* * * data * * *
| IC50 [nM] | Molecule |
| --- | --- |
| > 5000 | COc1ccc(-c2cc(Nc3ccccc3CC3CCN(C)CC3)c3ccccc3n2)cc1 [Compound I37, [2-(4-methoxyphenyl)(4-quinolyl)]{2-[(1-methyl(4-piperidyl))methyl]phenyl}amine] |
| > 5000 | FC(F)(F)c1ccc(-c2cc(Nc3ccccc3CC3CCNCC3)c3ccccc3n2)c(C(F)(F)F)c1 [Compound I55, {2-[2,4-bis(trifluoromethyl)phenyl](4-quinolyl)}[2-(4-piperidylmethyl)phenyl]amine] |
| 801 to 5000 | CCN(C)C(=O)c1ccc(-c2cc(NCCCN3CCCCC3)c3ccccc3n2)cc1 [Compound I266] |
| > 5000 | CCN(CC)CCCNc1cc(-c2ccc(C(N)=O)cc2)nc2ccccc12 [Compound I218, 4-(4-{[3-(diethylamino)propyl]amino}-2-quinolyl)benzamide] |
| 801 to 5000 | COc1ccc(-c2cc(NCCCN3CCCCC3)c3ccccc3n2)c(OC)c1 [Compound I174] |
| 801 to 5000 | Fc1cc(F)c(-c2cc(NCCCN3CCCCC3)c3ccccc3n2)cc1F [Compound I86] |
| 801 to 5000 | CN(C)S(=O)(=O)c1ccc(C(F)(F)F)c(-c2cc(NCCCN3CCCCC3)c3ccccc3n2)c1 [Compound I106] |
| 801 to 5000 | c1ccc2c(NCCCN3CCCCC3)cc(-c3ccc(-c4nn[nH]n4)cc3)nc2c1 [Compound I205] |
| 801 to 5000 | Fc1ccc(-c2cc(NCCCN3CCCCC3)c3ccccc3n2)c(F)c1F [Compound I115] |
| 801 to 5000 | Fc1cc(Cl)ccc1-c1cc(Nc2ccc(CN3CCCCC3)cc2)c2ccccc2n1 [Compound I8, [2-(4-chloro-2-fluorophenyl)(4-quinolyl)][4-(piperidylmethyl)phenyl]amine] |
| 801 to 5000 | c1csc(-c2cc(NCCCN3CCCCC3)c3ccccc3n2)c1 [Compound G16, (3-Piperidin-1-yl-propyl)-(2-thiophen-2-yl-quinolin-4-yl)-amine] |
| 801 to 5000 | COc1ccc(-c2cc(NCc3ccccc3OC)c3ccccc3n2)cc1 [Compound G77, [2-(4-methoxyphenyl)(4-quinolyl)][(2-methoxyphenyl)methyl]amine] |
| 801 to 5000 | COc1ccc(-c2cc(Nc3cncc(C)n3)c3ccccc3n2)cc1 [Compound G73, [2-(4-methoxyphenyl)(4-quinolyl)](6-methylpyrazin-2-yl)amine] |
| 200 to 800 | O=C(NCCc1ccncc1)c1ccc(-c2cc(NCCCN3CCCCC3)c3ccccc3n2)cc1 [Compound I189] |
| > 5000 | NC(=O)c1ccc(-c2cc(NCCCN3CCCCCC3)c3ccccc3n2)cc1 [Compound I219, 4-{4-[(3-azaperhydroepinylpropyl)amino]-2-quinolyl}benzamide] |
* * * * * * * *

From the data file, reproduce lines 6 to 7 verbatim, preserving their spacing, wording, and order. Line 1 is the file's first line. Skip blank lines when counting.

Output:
| > 5000 | CCN(CC)CCCNc1cc(-c2ccc(C(N)=O)cc2)nc2ccccc12 [Compound I218, 4-(4-{[3-(diethylamino)propyl]amino}-2-quinolyl)benzamide] |
| 801 to 5000 | COc1ccc(-c2cc(NCCCN3CCCCC3)c3ccccc3n2)c(OC)c1 [Compound I174] |